Summary of the Decision (Simplified)

The Applicant was leasing a basalt quarry from Respondent.  The Respondent terminated the lease before the end of the contractual term, to which the Applicant objected.  The Respondent initiated arbitration proceedings seeking inter alia that Applicant vacate the leased property.  The Respondent also issued a second termination of the lease to the Applicant.  The Applicant alleged that Respondent had threatened to prematurely terminate the lease if the Applicant did not agree to a sale of the quarry to a third party.  The Applicant further alleged that after the Respondent had declared termination, it continued to put pressure on the Applicant to sell its facilities in the quarry to the third party.  While the arbitration was pending, the German Federal Cartel Office (“FCO”) fined the Respondent for a violation of German competition law with regard to the first termination.  In the arbitral award, the arbitral tribunal ordered the Applicant to vacate the quarry and return it to the Respondent.  The arbitral tribunal did not decide whether the Respondent’s first termination was invalid, holding that its second termination was valid, including because it did not violate German competition law.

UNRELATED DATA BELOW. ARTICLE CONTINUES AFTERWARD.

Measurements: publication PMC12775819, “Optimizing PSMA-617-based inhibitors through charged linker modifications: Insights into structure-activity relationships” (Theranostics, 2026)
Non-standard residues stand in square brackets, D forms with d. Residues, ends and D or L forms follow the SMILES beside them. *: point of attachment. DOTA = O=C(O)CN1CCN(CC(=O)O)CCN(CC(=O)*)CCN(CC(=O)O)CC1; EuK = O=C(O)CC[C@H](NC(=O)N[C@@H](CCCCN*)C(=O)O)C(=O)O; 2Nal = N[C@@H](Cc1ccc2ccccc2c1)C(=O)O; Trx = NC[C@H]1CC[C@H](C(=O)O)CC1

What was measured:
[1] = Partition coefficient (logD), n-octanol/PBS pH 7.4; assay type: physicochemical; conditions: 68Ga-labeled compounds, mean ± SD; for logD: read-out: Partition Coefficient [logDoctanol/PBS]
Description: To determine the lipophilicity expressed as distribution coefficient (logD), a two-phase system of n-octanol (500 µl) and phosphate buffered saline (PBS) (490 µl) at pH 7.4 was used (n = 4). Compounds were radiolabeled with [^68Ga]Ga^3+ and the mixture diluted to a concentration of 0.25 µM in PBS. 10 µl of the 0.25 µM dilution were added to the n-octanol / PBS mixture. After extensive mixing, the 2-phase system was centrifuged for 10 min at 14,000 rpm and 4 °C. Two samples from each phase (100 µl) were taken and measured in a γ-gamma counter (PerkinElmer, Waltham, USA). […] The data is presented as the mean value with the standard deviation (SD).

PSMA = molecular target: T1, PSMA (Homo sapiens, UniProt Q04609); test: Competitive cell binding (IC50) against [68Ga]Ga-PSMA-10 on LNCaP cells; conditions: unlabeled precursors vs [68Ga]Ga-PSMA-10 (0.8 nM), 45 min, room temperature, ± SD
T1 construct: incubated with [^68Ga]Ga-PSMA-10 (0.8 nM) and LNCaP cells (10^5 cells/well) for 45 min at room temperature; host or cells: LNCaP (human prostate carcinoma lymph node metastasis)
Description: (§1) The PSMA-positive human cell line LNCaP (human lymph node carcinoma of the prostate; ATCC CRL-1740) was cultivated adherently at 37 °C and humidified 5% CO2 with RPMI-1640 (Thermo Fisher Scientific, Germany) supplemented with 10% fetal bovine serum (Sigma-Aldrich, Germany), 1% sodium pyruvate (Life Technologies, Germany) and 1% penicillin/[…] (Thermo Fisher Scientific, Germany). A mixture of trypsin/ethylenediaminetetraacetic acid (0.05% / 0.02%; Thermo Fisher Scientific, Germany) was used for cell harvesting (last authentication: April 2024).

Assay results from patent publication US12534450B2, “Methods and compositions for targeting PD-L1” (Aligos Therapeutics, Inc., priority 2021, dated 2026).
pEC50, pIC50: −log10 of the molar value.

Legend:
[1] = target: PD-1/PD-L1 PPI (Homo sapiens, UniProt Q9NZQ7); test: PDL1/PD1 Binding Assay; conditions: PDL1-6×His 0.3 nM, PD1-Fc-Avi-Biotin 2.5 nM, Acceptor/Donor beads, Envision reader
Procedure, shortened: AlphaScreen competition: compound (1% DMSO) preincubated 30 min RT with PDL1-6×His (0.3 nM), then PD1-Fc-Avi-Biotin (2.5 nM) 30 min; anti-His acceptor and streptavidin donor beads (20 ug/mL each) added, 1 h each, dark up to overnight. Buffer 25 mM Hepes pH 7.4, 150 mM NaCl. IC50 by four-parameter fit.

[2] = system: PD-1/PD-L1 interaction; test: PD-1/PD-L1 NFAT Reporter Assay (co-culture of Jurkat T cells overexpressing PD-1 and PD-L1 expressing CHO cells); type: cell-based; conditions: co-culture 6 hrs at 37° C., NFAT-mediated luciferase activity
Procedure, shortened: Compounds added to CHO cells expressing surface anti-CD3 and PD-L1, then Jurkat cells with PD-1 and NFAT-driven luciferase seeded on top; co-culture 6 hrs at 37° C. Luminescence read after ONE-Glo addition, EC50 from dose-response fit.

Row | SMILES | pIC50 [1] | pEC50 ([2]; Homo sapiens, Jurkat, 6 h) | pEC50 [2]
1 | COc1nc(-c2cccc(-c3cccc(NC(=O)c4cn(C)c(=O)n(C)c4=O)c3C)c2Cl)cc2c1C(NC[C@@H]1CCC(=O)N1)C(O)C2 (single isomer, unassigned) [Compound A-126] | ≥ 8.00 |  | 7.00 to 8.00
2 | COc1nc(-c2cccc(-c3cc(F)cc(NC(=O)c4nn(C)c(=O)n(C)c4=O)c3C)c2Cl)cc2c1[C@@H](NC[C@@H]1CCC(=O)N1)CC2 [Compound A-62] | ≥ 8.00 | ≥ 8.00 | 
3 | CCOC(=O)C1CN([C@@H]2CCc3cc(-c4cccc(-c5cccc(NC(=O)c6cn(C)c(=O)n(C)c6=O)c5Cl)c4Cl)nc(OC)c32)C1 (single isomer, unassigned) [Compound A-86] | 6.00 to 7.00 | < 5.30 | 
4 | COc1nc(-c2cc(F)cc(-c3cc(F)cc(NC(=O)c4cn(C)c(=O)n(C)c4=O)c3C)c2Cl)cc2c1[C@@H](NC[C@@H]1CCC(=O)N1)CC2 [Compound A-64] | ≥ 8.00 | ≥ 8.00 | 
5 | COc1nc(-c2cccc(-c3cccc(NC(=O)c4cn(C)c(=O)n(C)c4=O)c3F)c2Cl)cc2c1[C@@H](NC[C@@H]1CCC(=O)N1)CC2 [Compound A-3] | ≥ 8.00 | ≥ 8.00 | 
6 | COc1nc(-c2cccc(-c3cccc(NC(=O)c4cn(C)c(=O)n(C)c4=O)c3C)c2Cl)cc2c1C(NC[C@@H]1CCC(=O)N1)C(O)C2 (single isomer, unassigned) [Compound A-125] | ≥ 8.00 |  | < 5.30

The Applicant applied to the Higher Regional Court of Frankfurt for annulment of the arbitral award, contending that the award violated German competition law and, consequently, also German public policy.  The Higher Regional Court rejected Applicant’s application.  It declined to conduct a full review of the award on the merits.  Instead, the Higher Regional Court held that a state court’s competence to conduct a full review regarding competition law compliance is incompatible with the nature of arbitration as it would undermine the parties’ choice to assign the resolution of their dispute to an arbitral tribunal and also contravene the general prohibition of révision au fond.  Moreover, the Higher Regional Court considered it problematic that anything beyond a limited public policy control would elevate the narrow scope of set-aside proceedings to fully fledged second distance appeal proceedings with regard to competition law issues.

The BGH reversed the Higher Regional Court’s decision and, with some limitations, set aside the award.  The decision was handed down by the specialized Cartel Panel of the BGH, instead of the BGH’s First Civil Panel which usually hears arbitration-related cases.  The BGH ruled that an arbitral award is subject to unlimited factual and legal review by German courts with regard to the application of German competition law.